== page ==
Walton, Lambert

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4.0 out of 5 star rating 4.0

COMPOSERS: Lambert,Walton
LABELS: Hyperion
WORKS: Façade (complete extant numbers)
PERFORMER: Eleanor Bron, Richard Stilgoe (reciter); Nash Ensemble/David Lloyd-Jones
The authoritative, published version of William Walton and Edith Sitwell’s entertainment did not crystallise until some 30 years after its first performance in a Chelsea drawing room in 1922. From 16 numbers on that occasion, it soon mushroomed to over 40, though the definitive Façade ended up mirroring the ‘seven-times-three’ grouping of Schoenberg’s Pierrot lunaire. In 1977, the composer rescued some of the rejected numbers as Façade 2, but that still left three further numbers, as well as another dozen whose music has not survived.


An early Nineties Dutch recording on Discover came up with 42 numbers, with the poems to the lost ones simply read on their own. This new Hyperion collection of the complete extant Façade amounts to 33 (plus the instrumental ‘Fanfare’), with the ‘extra’ ones inserted at artistically suitable places within Façade 1 and with the texts to the lost numbers reproduced in the booklet.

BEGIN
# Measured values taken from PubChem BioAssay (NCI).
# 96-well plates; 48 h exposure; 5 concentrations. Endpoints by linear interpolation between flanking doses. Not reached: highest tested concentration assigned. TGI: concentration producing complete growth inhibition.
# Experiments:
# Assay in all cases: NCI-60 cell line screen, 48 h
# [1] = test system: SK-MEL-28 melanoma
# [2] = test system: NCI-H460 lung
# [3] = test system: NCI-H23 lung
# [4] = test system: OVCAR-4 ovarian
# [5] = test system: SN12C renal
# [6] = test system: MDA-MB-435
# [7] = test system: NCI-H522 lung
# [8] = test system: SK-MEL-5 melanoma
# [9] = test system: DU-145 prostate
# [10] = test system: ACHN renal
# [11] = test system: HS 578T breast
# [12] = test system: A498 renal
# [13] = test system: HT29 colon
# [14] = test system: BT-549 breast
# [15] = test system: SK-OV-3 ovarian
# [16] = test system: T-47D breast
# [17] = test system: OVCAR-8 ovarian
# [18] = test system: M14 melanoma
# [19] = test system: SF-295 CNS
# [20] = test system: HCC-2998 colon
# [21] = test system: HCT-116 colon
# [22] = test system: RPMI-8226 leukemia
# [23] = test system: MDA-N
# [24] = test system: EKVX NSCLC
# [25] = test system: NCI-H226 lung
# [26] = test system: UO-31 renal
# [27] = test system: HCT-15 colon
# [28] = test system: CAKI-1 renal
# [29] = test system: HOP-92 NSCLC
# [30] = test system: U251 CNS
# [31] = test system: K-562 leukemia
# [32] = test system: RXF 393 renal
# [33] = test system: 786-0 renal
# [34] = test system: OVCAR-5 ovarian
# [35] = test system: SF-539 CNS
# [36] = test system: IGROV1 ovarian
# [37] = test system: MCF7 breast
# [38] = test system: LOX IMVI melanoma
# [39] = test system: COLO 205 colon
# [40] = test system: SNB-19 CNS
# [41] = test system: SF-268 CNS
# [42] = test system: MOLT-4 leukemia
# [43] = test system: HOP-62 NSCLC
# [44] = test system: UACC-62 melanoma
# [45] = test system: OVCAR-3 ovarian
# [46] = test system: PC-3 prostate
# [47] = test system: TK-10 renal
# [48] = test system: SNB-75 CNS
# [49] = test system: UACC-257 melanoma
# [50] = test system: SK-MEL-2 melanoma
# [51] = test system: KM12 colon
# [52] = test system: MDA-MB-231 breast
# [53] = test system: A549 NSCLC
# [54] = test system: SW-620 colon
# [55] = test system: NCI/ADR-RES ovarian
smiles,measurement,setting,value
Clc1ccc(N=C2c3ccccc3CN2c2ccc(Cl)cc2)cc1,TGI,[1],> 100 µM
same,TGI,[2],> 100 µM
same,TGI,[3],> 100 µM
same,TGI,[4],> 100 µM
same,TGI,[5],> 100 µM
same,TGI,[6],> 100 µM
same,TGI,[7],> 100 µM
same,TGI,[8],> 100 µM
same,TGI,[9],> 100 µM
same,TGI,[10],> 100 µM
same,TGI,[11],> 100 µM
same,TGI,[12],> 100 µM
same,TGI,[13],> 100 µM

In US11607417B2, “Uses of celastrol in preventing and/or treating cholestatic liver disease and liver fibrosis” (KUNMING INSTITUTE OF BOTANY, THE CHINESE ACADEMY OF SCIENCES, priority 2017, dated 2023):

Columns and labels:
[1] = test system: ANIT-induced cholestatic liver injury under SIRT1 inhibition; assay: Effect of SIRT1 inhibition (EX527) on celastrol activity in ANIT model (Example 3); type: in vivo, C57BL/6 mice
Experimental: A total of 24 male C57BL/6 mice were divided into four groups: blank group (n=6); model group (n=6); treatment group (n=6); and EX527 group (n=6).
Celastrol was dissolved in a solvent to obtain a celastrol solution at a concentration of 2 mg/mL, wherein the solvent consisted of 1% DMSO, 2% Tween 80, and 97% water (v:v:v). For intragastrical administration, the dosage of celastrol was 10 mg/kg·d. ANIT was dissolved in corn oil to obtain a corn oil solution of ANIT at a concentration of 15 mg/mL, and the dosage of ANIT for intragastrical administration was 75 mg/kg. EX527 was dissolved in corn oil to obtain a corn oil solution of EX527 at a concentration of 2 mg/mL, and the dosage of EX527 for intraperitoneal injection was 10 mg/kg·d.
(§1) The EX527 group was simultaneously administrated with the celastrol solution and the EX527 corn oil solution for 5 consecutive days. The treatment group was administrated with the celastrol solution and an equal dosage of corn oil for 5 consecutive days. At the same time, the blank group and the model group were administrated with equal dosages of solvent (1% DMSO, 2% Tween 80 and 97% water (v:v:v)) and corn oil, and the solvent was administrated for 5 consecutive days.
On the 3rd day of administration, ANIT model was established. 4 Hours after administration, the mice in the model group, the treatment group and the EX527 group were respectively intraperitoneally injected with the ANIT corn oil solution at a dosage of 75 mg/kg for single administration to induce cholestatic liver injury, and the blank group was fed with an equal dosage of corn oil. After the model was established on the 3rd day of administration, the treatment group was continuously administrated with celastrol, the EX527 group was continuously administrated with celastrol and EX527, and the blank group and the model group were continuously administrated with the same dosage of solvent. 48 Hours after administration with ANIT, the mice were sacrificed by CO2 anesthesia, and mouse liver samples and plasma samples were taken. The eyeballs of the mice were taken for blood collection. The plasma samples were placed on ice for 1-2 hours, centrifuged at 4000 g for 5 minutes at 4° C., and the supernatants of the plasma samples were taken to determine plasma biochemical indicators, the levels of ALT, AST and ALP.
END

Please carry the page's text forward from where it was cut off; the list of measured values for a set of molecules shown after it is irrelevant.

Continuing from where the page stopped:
Eleanor Bron is a seasoned façadiste and has obviously modelled her enunciation on Dame Edith herself (‘The Octogenarian’ even has a distinctive whiff of Margaret Thatcher in oleaginous mode). I’m less happy with Richard Stilgoe’s contribution: the patter in his opening ‘Hornpipe’ lacks the confidence of Peter Pears (Decca) and he indulges in too many faux accents, from rustic to Scots. The Nash, as one would expect, is second to none in this music, extracting every last whiff of wit and textural audacity, qualities it also finds in the incidental music that Constant Lambert wrote for the first British production of Wilde’s Salomé in 1931. Swings and roundabouts, then, but for a definitive Façade 1 you can’t go wrong with mid-Fifties Sitwell, Pears and the English Opera Group Ensemble conducted by Anthony Collins, even if it is in mono. Matthew Rye